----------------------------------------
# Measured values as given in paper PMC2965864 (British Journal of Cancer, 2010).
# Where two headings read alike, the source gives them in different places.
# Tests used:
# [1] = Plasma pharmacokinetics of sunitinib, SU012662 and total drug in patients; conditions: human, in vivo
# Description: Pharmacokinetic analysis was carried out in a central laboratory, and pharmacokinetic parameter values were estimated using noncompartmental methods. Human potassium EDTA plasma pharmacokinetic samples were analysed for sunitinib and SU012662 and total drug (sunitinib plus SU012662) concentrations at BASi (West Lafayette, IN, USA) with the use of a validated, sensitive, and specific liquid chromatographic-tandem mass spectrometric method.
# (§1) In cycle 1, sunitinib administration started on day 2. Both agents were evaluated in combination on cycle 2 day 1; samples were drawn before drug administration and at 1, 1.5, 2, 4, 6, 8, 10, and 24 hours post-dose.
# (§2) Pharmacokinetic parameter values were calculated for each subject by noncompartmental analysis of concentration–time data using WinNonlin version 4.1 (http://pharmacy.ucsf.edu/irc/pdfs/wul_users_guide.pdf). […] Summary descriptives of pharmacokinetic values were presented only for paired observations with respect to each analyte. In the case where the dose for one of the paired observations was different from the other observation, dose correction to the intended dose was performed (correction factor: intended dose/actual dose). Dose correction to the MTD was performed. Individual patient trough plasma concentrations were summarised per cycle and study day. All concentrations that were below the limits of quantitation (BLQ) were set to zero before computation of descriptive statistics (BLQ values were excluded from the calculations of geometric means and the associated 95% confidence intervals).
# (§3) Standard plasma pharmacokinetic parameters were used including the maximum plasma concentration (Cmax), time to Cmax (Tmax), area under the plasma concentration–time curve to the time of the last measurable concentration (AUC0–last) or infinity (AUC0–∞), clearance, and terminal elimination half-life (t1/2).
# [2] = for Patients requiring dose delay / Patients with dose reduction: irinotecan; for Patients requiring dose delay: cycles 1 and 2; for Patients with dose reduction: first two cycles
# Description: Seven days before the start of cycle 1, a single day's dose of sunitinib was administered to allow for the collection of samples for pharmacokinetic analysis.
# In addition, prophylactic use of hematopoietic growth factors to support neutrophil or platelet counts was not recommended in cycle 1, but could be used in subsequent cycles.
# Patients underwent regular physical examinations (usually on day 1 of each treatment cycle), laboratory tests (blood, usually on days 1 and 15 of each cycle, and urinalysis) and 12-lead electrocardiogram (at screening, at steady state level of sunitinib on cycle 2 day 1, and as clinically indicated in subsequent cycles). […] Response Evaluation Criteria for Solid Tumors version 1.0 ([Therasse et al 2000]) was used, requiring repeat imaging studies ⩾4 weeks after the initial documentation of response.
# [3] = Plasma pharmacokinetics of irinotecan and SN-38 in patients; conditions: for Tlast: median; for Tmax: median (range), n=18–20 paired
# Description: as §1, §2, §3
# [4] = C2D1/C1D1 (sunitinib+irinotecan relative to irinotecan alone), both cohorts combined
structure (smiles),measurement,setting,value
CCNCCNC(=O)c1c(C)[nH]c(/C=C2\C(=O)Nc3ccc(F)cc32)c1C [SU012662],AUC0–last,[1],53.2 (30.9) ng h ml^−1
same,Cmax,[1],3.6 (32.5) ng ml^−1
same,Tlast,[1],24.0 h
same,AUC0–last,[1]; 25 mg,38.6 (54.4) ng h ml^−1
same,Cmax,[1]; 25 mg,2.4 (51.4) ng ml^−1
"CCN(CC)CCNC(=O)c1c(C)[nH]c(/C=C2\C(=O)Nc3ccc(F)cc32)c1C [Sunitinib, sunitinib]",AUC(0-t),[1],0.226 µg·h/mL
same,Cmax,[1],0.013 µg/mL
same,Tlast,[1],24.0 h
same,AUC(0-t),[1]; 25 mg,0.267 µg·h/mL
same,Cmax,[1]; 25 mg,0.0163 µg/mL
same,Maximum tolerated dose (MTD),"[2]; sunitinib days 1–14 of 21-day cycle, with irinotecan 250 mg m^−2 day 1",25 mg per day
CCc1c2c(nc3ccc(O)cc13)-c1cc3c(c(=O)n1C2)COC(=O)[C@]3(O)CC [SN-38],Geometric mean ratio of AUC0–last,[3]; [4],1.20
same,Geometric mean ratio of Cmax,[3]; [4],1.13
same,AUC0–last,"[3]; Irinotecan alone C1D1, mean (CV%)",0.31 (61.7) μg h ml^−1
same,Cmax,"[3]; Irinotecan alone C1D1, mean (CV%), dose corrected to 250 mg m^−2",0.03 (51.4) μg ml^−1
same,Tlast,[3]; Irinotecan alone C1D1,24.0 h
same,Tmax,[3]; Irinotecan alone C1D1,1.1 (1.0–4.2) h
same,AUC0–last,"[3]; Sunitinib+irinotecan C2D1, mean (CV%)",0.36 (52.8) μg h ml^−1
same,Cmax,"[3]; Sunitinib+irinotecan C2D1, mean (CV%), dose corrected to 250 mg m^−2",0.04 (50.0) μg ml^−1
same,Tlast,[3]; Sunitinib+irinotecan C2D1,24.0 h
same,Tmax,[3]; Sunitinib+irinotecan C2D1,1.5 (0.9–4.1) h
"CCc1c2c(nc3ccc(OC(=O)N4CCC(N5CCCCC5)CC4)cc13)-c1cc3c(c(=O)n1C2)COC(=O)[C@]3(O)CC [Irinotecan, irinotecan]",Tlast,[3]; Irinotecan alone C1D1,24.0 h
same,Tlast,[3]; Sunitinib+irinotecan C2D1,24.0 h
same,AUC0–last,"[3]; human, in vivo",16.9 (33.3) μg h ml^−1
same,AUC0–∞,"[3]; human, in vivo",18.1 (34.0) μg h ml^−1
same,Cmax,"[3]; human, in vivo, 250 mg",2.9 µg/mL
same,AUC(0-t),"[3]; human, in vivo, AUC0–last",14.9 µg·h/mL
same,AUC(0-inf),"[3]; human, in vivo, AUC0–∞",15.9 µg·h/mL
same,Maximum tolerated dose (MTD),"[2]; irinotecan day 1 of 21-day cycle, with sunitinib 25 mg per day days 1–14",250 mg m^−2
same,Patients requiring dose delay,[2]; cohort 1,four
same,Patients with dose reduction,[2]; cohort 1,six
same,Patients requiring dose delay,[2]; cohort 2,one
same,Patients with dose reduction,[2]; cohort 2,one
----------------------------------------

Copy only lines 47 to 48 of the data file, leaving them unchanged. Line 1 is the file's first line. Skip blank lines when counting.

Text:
same,Patients with dose reduction,[2]; cohort 1,six
same,Patients requiring dose delay,[2]; cohort 2,one